Immigration reform supporters have a new ally — the environmental lobby. The Sierra Club’s board voted Wednesday to support comprehensive immigration reform, POLITICO has learned. The backing from the nation’s oldest environmental group is a major shift that could help immigration reform supporters gain momentum as they try to push the measure through the Senate. It is another sign that some of the historical opponents to overhauling the country’s immigration laws, like evangelicals, are switching sides in this controversial debate.
Two drafters of the Senate’s bipartisan immigration bill believe they can achieve the impossible in today’s fractious Congress: convince majorities of both Republicans and Democrats in the upper chamber to support the proposal. “Maybe this is hopeful, but it would be wonderful if we could get a majority on both sides,” Sen. Chuck Schumer (N.Y.), a leading Democrat in the “Gang of Eight,” told reporters at a breakfast sponsored by the Christian Science Monitor. “I think it’s very doable,” added Sen. John McCain (Ariz.), a top Republican in the “Gang.”
Convening the Senate Judiciary Committee for its second hearing on immigration reform, committee chairman Patrick Leahy, D-VT., on Monday urged his Senate colleagues to stop using the Boston Marathon bombings as an excuse to slow down immigration reform.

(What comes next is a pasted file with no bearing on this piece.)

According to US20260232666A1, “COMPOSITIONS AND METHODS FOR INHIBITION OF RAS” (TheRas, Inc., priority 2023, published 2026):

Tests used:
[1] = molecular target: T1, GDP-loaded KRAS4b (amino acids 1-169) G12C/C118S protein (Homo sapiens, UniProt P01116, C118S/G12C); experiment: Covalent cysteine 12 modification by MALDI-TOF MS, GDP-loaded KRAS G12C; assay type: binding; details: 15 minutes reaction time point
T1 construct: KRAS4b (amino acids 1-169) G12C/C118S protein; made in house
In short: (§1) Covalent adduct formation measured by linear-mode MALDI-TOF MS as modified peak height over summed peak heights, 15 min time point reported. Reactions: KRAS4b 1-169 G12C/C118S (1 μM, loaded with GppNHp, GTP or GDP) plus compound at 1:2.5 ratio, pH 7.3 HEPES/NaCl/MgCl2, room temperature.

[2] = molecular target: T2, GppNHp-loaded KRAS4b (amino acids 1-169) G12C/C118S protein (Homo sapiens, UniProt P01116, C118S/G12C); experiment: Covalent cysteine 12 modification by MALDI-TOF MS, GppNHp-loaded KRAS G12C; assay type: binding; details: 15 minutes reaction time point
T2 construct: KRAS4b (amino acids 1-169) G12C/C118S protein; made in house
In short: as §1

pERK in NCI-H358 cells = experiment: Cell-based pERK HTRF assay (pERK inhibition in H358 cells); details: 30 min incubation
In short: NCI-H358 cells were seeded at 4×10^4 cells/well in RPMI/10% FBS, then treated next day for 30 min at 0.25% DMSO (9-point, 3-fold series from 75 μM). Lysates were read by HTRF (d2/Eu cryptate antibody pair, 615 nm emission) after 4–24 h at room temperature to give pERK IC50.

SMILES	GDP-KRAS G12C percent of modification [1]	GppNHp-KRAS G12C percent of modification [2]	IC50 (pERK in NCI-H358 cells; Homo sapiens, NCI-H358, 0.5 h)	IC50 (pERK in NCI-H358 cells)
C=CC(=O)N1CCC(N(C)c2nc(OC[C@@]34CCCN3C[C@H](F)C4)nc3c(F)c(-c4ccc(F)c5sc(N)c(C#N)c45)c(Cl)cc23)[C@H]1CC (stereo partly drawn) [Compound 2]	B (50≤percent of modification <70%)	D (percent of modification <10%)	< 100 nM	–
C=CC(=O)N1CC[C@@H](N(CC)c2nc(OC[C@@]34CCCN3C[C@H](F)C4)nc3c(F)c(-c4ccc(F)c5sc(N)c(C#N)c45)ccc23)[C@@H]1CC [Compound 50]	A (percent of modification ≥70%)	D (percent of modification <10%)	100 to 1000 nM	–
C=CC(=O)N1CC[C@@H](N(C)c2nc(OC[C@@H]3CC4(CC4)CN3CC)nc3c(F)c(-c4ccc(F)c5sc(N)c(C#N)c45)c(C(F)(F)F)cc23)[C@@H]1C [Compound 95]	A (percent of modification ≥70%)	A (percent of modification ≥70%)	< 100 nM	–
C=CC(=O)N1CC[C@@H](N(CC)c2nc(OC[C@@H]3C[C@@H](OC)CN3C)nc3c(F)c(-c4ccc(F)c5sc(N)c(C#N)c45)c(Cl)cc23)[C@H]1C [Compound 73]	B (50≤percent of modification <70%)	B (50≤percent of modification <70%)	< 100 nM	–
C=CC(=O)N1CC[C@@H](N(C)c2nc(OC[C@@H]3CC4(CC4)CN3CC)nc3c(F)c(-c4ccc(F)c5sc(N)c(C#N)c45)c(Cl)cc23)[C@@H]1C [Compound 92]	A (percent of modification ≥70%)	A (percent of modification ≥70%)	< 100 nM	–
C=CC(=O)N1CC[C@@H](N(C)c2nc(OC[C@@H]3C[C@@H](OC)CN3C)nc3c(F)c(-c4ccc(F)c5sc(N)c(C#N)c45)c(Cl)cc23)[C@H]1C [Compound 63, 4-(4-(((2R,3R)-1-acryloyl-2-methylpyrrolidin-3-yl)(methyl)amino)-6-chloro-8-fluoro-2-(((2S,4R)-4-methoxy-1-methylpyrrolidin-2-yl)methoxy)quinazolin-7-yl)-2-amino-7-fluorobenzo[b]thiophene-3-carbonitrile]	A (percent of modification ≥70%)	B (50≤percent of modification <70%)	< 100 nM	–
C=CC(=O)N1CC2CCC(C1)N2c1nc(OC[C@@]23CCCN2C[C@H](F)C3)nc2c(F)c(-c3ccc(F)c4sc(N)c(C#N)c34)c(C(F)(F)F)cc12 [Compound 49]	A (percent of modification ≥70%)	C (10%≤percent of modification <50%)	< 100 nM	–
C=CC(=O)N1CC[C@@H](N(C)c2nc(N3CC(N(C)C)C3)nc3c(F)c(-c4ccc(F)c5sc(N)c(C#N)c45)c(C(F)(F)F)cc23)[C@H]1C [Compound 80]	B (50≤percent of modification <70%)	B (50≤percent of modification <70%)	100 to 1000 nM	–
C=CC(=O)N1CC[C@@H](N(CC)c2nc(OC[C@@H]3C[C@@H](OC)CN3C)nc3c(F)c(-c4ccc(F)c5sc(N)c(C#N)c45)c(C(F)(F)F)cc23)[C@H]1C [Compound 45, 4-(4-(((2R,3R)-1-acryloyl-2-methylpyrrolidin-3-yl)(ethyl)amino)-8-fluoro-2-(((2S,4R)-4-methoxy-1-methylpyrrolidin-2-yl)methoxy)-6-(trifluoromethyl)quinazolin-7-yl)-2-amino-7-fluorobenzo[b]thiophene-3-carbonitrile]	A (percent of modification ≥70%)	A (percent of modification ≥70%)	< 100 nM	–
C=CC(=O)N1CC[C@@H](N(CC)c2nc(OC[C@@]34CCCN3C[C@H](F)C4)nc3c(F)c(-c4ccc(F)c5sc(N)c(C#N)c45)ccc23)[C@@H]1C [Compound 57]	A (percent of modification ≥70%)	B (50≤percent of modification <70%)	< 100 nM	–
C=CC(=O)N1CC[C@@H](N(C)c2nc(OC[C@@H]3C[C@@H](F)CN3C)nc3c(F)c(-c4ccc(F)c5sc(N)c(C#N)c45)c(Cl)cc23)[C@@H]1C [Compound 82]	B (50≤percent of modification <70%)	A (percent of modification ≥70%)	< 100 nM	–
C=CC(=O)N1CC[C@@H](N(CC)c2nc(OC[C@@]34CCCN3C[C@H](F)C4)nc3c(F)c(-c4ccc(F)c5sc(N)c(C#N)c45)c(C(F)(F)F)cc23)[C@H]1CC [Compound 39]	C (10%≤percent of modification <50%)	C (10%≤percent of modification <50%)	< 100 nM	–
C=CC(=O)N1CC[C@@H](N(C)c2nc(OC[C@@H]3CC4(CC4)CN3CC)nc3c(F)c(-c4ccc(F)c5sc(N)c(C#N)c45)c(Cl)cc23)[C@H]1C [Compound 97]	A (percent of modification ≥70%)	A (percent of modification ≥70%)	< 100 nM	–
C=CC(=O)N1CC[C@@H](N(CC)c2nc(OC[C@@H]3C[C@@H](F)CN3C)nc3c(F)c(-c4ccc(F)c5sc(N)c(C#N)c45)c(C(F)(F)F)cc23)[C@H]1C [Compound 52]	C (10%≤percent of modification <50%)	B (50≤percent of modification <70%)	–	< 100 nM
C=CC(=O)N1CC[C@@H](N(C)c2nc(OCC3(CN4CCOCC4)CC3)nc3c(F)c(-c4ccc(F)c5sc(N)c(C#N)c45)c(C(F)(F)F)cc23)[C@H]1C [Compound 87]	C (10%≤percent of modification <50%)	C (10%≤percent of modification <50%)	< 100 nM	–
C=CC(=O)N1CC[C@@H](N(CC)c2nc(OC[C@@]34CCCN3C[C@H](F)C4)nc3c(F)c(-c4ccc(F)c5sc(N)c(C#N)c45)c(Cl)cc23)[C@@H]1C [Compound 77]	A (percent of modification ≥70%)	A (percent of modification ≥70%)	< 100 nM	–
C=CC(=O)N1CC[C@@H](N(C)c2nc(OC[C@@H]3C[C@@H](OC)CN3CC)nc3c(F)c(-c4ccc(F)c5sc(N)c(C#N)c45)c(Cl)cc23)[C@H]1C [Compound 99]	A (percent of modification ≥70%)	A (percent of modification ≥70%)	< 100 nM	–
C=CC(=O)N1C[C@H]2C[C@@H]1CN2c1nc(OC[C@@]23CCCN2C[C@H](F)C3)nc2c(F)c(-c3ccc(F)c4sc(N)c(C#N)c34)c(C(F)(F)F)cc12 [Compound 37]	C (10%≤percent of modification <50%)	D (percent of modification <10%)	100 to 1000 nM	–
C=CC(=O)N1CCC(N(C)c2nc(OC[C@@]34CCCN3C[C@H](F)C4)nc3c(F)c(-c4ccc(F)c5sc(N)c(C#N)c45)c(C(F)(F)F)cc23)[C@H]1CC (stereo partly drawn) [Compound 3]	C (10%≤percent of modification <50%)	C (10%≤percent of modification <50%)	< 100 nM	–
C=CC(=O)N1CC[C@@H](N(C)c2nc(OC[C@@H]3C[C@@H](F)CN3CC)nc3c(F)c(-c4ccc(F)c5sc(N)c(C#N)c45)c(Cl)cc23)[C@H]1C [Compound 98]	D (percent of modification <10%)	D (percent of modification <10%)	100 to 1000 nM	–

A former cabinet secretary under President George W. Bush took apart a main talking point that conservatives have used to oppose immigration reform. Speaking at the Hispanic Leadership Network conference, former Commerce Secretary Carlos Gutierrez addressed the notion, oft-repeated on the right, that immigrants “take jobs away from Americans.”
Much of the country was still waking up to the mayhem and confusion outside Boston on Friday morning when Senator Charles Grassley decided to link the hunt for terrorist bombers to immigration reform. “How can individuals evade authorities and plan such attacks on our soil?” asked Mr. Grassley, the Iowa Republican, at the beginning of a hearing on the Senate’s immigration bill. “How can we beef up security checks on people who wish to enter the U.S.?” Continue reading →
The just released Border Security, Economic Opportunity, and Immigration Modernization Act of 2013 is 844 pages long piece of legislation crafted by a bi-partisan group of 8 Senators, four Senate DemocratsChuck Schumer (NY), Dick Durbin (IL), Bob Menendez (NJ), and Michael Bennet (CO and four Senate Republicans John McCain (AZ), Lindsay Graham (SC), Marco Rubio (FL), and Jeff Flake (AZ). There is a a lot of immigration policy to navigate in this legislation, below please find four big takeaways from the bill.
The introduction of sweeping immigration legislation on Tuesday is likely to ignite a months-long battle between those who want citizenship for the nation’s 11 million illegal immigrants and opponents who view such an approach as amnesty. A bipartisan group of eight senators plans to unveil legislation, drafted largely in secret, that would provide a 13-year path to American citizenship for illegal immigrants who arrived in the country before Dec. 31, 2011, but would demand that tougher border controls be in place first. The legislation is certain to unleash a torrent of attacks from Republican opponents on the immigration overhaul, similar to the kind of criticism that killed an effort supported by President George W. Bush in 2007.